While Jane Atteridge Rose argues that the narrator in “Life in the Iron-Mills” is male, I believe that the narrator is female. The reason is not only because of Rebecca Harding Davis’s background, attending an all girls school and being a wife and a mother, but also because the story has a theme of feminist, as Leo indicates. Davis’s daily life gives her opportunities to think over the roles of women in the industrialized society she lives in, and she indirectly points out the social issues as a female narrator in the story.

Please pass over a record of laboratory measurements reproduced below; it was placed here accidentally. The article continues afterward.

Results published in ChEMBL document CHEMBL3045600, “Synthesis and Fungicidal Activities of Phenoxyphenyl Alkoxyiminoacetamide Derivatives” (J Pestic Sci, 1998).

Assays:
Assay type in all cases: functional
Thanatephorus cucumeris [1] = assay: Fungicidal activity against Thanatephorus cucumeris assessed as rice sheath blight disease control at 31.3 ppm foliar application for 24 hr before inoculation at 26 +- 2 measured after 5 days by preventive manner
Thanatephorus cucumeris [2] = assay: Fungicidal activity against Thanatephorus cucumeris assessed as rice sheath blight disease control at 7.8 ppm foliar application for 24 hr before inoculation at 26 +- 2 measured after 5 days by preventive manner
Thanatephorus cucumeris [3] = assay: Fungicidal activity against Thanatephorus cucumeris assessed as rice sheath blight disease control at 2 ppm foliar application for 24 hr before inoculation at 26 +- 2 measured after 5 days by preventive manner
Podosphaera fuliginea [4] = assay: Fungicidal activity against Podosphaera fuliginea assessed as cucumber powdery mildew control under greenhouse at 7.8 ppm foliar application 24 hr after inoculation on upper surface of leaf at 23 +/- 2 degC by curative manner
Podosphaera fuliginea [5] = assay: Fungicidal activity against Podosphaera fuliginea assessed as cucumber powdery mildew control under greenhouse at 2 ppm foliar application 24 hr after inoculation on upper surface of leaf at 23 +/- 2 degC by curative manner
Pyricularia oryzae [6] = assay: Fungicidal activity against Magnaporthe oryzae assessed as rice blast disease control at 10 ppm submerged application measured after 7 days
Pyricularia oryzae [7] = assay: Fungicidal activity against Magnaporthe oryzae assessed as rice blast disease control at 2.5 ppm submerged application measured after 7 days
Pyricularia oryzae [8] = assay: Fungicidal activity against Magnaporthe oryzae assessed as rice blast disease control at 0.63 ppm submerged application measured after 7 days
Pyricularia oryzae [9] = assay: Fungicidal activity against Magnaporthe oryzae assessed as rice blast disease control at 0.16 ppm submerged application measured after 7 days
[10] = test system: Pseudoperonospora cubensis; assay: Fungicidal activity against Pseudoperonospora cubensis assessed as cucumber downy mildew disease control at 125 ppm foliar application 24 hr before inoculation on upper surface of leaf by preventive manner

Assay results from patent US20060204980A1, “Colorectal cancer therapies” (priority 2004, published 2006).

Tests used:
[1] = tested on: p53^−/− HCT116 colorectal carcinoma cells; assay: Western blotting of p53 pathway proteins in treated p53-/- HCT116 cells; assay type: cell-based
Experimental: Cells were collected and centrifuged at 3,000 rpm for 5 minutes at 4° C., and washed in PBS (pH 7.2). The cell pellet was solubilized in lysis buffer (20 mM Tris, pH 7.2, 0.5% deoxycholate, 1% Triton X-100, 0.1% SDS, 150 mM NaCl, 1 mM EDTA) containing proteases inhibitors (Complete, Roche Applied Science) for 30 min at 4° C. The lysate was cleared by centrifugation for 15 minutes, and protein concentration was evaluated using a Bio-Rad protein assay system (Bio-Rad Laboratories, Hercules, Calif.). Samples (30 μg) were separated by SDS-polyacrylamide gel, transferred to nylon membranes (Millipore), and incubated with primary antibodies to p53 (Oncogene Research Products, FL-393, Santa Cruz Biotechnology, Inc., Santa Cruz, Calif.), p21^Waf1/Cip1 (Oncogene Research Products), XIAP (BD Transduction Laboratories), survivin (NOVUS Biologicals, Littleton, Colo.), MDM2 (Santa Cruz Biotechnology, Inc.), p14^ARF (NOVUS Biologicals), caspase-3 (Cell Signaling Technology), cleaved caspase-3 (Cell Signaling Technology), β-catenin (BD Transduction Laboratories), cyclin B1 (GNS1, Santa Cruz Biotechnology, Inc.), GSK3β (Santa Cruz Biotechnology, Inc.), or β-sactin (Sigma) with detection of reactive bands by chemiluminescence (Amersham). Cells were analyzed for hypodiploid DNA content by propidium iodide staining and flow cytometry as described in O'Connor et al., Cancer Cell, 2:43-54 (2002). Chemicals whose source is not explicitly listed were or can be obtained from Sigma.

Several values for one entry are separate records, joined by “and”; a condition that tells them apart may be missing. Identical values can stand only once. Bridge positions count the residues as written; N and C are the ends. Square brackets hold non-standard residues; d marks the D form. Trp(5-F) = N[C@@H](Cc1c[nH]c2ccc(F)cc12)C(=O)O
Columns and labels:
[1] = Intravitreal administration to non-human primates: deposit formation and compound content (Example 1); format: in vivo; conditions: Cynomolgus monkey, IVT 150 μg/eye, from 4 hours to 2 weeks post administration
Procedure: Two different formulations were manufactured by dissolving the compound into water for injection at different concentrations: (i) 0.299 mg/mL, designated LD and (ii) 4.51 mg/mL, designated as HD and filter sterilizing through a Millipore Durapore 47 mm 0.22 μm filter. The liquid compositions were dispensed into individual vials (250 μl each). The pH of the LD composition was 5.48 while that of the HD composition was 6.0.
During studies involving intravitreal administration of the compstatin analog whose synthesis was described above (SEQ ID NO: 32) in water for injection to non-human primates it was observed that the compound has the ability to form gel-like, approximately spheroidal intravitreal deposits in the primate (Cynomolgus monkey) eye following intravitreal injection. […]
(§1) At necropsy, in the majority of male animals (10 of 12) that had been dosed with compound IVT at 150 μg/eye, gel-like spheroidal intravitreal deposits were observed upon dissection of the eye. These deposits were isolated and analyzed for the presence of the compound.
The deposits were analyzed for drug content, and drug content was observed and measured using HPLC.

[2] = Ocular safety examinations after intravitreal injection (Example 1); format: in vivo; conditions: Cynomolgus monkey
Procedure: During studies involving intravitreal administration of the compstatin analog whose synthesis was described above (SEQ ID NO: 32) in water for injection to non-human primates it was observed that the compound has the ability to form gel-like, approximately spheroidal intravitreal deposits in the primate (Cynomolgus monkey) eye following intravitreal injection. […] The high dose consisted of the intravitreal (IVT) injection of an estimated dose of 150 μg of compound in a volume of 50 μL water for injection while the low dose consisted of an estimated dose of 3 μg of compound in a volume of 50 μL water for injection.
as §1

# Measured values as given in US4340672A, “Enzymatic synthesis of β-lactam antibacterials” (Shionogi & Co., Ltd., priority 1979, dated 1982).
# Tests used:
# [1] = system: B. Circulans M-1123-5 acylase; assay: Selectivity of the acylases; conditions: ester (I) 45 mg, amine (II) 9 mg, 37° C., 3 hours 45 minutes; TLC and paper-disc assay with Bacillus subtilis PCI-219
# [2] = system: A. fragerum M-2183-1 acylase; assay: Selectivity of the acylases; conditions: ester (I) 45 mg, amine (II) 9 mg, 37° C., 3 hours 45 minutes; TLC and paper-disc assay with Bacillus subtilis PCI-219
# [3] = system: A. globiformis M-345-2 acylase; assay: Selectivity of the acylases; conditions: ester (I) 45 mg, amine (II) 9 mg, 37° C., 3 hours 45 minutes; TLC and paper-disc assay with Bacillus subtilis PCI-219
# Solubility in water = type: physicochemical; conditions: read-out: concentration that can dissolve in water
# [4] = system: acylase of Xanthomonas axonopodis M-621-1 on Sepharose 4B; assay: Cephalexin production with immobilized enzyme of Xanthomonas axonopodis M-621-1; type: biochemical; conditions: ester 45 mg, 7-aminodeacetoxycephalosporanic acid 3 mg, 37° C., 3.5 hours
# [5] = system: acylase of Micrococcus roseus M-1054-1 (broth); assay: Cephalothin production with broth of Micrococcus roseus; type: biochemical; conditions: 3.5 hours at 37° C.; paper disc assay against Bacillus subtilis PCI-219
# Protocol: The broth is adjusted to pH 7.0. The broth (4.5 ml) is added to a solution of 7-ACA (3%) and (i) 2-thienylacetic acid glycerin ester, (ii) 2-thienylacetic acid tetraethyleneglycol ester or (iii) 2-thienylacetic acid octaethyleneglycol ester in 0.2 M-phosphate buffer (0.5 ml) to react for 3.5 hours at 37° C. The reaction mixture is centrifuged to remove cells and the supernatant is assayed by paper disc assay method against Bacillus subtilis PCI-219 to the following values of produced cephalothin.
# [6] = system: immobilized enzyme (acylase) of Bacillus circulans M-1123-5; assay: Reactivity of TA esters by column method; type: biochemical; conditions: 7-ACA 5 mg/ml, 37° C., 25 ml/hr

In “Life in the Iron-Mills,” the omniscient narrator describes the poor conditions women are living in in a feminist way. She deliberately portrays the women as “a crowd of half-clothed women” and “[a mulatto] needed the post to steady her, so did more than one of them,” (Davis 2765). From these descriptions, Davis shows how vulnerable and mistreated the women are, which are careful observations men usually do not notice. Being a feminist, the narrator and Davis depict men into women features. One of the main characters, Hugh Wolfe, has a nickname of a girl, “Molly Wolfe.” This nickname has feminized the main character. Also, unlike the stereotypical men, Hugh “was never seen in the cockpit, did not own a terrier, drank but seldom… He had the taint of school-learning on him,” (Davis 2769). From this passage, it is obvious that Hugh does not conform the social expectation of a man, which is to be tough and rough. All of Deborah’s hard work, trying her best to get Hugh’s attention and taking supper to Hugh no matter how cold and hungry she is, represent Davis’s struggle between her family and artistic fulfillment. Narrating as a woman, Davis makes the story female-centric, as she focuses on women’s conditions and makes Hugh less manly, and the existence of a female narrator is a way for Davis to express her dissatisfaction in her multi-tasking life.